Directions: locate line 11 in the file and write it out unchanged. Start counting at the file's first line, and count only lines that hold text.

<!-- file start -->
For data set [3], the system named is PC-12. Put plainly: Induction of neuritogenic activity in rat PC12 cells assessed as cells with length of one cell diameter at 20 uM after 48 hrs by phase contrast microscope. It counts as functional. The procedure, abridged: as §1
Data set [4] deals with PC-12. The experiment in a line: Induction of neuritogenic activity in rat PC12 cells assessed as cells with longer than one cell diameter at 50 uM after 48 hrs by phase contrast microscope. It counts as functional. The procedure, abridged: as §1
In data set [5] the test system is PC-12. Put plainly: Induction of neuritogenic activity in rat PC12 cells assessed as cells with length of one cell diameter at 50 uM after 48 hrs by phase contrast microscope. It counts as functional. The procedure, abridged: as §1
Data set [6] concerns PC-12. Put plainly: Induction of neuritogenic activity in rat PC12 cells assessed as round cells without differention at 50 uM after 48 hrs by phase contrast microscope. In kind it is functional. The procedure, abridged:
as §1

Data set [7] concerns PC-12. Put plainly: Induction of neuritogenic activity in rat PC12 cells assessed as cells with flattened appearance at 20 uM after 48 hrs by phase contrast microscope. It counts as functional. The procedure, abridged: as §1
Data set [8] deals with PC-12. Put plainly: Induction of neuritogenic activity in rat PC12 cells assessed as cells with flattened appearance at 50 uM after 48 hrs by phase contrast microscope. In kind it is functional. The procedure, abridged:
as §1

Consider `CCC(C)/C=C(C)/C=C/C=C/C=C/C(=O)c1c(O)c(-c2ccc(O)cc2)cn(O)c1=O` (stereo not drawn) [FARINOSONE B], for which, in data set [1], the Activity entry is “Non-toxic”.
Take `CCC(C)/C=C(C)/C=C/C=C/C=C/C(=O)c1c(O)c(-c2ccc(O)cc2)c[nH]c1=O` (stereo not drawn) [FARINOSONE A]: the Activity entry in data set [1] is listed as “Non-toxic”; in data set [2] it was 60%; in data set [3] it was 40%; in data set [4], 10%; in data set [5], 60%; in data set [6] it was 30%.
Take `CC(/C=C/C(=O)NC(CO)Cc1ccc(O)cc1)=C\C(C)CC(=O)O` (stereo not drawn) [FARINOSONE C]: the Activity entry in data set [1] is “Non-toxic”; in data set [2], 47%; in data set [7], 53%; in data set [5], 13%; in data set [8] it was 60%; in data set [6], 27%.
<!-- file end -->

Take `CC(/C=C/C(=O)NC(CO)Cc1ccc(O)cc1)=C\C(C)CC(=O)O` (stereo not drawn) [FARINOSONE C]: the Activity entry in data set [1] is “Non-toxic”; in data set [2], 47%; in data set [7], 53%; in data set [5], 13%; in data set [8] it was 60%; in data set [6], 27%.